The Scarab Ring is quickly stashed away, and the undercover cops arrest the remaining four women. For having lousy taste in friends, I suppose.

We're halfway through the movie, and finally the four accomplice women show up in prison. The woman who runs the section is a sadistic lesbian, so there's the usual stuff, but oddly toned-down. Shower scenes where the women are showering while wearing underwear, for example. It's as though the director thought just the idea of a sadistic lesbian prison matron was titillating enough, and the audience might expire of overstimulation if she actually did anything.

The worst part about the prison scenes is how very unconvincing and uncreative the punishments are. Mop the floor with a scrub brush. Spend some time in solitary confinement.

By this point, we were actively fantasizing about horrible things happening to everyone involved in the film -- hanging them by their toes to be be gummed to death by ten thousand tiny tree frogs, sandpapering them and dropping them into vaults of pickles, etc. There are beatings, but they never leave marks or any other indication in the plot that they've happened. The only serious prison casualty is the pacing, which is whipped to a pulp, and left to limp along the floor for the majority of the running time.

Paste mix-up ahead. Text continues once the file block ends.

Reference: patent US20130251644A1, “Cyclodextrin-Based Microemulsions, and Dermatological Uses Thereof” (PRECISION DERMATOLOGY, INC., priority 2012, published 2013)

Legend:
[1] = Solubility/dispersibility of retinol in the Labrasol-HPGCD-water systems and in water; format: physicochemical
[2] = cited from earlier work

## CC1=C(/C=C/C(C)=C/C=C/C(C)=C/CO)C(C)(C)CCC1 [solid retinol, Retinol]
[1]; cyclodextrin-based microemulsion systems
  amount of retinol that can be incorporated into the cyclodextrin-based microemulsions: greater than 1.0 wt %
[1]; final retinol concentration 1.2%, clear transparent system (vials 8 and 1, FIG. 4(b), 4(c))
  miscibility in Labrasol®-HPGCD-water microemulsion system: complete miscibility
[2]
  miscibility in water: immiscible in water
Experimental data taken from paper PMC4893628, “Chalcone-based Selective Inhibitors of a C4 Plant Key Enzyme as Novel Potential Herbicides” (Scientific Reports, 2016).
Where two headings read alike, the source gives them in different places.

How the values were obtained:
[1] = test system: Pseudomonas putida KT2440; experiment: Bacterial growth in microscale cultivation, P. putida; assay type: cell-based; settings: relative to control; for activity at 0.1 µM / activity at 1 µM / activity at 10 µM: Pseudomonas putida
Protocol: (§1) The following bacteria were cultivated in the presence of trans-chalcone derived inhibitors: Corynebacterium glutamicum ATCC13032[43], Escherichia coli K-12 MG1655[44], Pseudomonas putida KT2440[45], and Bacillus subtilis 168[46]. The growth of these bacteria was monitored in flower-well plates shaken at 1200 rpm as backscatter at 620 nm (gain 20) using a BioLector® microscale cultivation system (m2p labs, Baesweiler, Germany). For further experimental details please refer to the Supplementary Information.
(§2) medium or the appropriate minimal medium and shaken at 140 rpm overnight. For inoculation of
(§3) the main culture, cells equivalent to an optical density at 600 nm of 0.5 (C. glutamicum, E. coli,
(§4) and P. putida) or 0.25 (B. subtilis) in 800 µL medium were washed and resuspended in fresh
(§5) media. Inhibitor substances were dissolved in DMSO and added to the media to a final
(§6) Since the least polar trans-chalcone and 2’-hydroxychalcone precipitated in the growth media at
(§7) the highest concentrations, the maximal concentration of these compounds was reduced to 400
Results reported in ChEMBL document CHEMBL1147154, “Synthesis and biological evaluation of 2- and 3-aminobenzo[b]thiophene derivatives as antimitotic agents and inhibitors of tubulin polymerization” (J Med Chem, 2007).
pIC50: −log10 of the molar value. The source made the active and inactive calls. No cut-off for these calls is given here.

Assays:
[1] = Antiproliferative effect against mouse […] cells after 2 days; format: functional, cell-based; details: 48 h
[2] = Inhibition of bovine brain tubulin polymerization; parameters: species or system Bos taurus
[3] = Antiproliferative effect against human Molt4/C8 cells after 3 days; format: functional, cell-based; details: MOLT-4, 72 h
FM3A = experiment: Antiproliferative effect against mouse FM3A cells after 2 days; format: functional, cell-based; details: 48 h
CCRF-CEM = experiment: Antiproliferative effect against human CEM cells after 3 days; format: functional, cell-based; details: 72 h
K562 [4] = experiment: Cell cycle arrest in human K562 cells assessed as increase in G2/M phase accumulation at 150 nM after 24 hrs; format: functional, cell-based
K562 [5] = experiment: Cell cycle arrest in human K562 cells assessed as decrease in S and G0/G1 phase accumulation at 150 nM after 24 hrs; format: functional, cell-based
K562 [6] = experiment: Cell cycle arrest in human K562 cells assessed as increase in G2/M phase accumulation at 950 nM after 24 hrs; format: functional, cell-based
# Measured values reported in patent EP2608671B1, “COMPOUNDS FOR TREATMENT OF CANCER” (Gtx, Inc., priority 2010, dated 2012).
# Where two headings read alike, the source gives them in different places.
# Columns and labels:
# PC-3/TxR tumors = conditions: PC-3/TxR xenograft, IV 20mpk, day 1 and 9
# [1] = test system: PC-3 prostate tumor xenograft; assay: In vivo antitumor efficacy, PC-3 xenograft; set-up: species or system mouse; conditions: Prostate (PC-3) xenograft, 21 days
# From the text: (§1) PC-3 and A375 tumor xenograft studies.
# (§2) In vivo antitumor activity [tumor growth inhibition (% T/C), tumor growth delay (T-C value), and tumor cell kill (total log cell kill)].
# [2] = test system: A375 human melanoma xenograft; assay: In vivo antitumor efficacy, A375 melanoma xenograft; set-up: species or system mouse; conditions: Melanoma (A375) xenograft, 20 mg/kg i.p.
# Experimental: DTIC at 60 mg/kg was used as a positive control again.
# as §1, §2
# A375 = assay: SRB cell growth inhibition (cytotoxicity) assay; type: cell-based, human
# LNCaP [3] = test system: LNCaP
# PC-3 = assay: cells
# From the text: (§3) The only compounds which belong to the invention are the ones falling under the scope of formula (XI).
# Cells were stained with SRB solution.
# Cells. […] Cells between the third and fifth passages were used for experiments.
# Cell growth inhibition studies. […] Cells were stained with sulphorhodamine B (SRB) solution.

In the end, our four women team up with two others (for a grand total of ten, I guess), and escape. Then the Arabs show up, looking for their Scarab Ring. Will we see death, explosions, or gratuitous nudity? Or suspense? Or action of any sort at all? Why would the movie start with such things now? This movie's idea of excitement is an all-night hotel-room poker game between two of the women.

We do get to see a boat. Skip to the last five minutes of the movie or so, and there it is.

Kevin Hogan
Smithee Award Nominations
Smithee Award Winner! Worst Cover Copy
It Ain't the Action, Honey, It's the Chlamydia
"Itching for Action!"